As the spring of 2011 started, we launched into our first full year of fruit rescue. It was a work of commitment to nature by Christina and Carol at this stage. Christina found the unused fruit by peering over fences in the back lanes of our neighbourhood or talking to people as she went about her business. After getting the homeowners permission she struck out with her pails and picked rhubarb. She found that there is quite a variety of rhubarb, varying from all green to those with red lower stems and finally the ruby treasures that are dark red from top to bottom. Carol helped with the picking at the beginning but as the quantity increased, she stayed inside and did the preparation of the fruit, creation of recipes and the preserving.
It all moved rather quickly as you have seen from previous posts. The idea of fruit rescue caught on and people were calling to offer their unused fruit. As the volume of harvested rhubarb exceeded 200 lbs we began to worry about how the pair of us were going to be able to deal with the huge volume of cherries, pears, apples and crab apples that were swelling on the trees. We posted on a number of volunteer sites asking for help with picking and processing. We waited and heard nothing until a call came from the Winnifred Stewart Association. They provide residential and day programming to adults with developmental disabilities here in Edmonton. Lynn Wade asked how we could work together as they were looking for community based programs and was confident that the jobs of picking fruit in the neighbourhood and doing food preparation would appeal to a number of volunteers in their programs. PERFECT! we all shouted then we worked to see how we would make the plan happen.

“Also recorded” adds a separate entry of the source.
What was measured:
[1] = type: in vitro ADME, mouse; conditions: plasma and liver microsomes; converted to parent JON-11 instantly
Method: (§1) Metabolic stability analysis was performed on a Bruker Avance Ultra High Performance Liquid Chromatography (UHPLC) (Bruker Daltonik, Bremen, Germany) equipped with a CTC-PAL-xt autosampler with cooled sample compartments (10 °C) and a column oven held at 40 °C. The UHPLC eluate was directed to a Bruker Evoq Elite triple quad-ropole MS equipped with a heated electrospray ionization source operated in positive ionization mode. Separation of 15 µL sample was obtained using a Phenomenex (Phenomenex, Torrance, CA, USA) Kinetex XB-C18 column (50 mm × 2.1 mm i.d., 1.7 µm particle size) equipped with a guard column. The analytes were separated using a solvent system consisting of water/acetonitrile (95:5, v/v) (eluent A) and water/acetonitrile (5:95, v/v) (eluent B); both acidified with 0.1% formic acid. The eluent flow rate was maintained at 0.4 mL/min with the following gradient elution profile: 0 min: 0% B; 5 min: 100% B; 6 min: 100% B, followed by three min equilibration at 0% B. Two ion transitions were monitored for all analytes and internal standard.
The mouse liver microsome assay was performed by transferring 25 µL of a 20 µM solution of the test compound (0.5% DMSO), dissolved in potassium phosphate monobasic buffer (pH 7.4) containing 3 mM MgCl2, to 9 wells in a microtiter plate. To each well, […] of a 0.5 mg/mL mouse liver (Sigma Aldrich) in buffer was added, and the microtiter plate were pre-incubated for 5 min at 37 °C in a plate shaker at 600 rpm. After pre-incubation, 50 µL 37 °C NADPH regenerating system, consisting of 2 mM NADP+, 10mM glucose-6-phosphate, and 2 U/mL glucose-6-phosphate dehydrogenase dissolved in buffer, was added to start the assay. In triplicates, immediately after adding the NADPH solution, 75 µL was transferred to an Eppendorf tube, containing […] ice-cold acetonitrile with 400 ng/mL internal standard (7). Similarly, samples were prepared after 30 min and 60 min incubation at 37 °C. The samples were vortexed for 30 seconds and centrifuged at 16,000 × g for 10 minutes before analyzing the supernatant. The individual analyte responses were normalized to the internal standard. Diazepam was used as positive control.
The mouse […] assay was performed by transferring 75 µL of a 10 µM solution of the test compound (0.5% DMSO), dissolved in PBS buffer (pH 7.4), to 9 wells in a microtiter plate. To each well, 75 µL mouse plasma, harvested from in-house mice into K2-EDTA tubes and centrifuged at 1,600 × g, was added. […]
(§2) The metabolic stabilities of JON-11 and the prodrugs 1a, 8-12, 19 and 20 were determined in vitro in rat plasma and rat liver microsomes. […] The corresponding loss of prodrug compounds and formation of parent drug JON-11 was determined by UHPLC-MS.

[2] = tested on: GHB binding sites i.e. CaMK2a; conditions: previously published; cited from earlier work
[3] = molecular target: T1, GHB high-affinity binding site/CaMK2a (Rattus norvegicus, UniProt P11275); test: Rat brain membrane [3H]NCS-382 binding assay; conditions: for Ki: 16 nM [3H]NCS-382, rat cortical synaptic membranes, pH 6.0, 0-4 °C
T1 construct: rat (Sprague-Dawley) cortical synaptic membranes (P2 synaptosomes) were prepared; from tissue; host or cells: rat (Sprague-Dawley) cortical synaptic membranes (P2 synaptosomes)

From our side of the partnership we found strong and willing workers to pick cherries, apples, pears and crab apples. Christina moved from being the prime picker to coordinating dates and permission with homeowners and getting crews and equipment ready for picking days. Our new volunteers harvested boxes of fruit - threatening to overload the production and storage capabilities of our kitchen. This crew also built lovely relationships with homeowners as they cleaned up the fallen fruit as well as picking prime fruit from the trees. They were rewarded by some of our residents with snacks to sustain them in their work. Inside our kitchen a crew of skilled volunteers worked tirelessly to wash, sort, peel, slice, and prepare all this fruit for preserving. At first Carol didn't know how to use all this help as she had been a one person operation to date. But this soon got sorted out and production increased. The atmosphere changed as well. The volunteers from Winnifred Stewart came with staff who each also brought stories and soon the kitchen was full of talking, music and the joy of working with nature, preparing food and doing valuable work. Finally - it was fun (and exhausting) for all. With the bounty of the fruit, each day usually ended with volunteers taking home some of the fresh fruit to use or share - so it was perfect for everyone.
Here is a link to a video prepared by Nancy Remple in her series of Edmonton Community League initiatives that highlights our story. I hope it gives you a glimpse of the energy of the volunteers, the beauty of our fruit trees in the backyards of Sherbrooke, Edmonton, Alberta and our shared vision of 'rescuing fruit'.